The Impact of Migrant Selectivity on Cognitive Skills, Non-Cognitive Skills and Academic Outcomes in the Second Generation

Per Engzell, Stockholm University

We ask how migrants’ educational selectivity influences academic outcomes among second-generation youth from 110 countries of origin (N=1,856) in present-day Sweden. Drawing on several data sources we construct a measure reflecting the percentile position of each individual parent in the distribution of education within his or her gender and cohort in the country of origin. We then assess the impact of this measure, net of parents’ absolute years of schooling, on 12 child outcomes. When parents’ absolute education is controlled for, selectivity exerts none or even a negative association with children’s cognitive and language skills, whereas positive associations are found for attitudes to education, occupational status aspirations, and transition to academic secondary education. These findings are consistent with the conjecture that educationally selective migration results from selection on socioeconomic resources (rather than ability as often posited), and that a status reproduction motive is the mechanism whereby it influences second-generation assimilation.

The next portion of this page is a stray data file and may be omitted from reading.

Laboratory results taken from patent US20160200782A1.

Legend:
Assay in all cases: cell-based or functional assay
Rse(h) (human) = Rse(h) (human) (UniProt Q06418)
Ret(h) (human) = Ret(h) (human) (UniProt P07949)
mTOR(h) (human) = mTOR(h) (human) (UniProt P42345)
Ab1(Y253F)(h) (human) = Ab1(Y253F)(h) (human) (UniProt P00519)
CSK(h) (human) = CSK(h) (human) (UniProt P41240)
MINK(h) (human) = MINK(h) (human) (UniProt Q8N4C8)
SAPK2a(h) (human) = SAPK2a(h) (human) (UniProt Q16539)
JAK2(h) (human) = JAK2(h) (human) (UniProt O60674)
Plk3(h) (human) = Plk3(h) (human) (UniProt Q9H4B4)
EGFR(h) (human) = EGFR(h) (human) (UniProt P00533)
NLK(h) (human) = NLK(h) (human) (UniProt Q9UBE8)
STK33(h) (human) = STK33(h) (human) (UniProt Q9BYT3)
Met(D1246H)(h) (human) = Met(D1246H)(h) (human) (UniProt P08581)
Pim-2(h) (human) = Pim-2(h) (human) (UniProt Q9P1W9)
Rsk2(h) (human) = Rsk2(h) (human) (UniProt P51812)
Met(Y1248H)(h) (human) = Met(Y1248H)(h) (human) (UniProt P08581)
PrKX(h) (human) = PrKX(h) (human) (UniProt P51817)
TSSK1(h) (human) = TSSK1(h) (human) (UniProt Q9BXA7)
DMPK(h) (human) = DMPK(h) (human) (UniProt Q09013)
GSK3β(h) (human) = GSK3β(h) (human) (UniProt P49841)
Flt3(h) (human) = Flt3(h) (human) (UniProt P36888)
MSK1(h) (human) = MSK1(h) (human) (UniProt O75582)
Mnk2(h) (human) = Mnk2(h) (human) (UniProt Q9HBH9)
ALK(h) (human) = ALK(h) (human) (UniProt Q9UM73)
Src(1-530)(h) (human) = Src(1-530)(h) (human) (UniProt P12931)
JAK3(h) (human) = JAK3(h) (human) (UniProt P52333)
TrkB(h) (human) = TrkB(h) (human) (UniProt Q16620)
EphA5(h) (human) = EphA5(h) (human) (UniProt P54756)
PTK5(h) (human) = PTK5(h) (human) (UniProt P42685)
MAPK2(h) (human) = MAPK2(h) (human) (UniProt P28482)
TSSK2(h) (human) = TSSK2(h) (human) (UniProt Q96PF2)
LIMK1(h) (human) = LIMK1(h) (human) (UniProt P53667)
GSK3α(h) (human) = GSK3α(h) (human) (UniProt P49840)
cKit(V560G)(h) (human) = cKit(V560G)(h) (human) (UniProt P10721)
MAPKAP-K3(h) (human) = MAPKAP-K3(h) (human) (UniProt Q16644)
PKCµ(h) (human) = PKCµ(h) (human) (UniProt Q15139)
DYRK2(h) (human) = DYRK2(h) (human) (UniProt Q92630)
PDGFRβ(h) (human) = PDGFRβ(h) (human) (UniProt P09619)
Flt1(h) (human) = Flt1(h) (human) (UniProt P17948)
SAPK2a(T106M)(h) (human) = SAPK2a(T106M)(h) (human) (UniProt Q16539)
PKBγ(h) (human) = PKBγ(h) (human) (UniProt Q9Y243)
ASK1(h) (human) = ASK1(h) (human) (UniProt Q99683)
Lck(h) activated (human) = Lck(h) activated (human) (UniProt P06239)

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Presented in Session 10: Migration and Families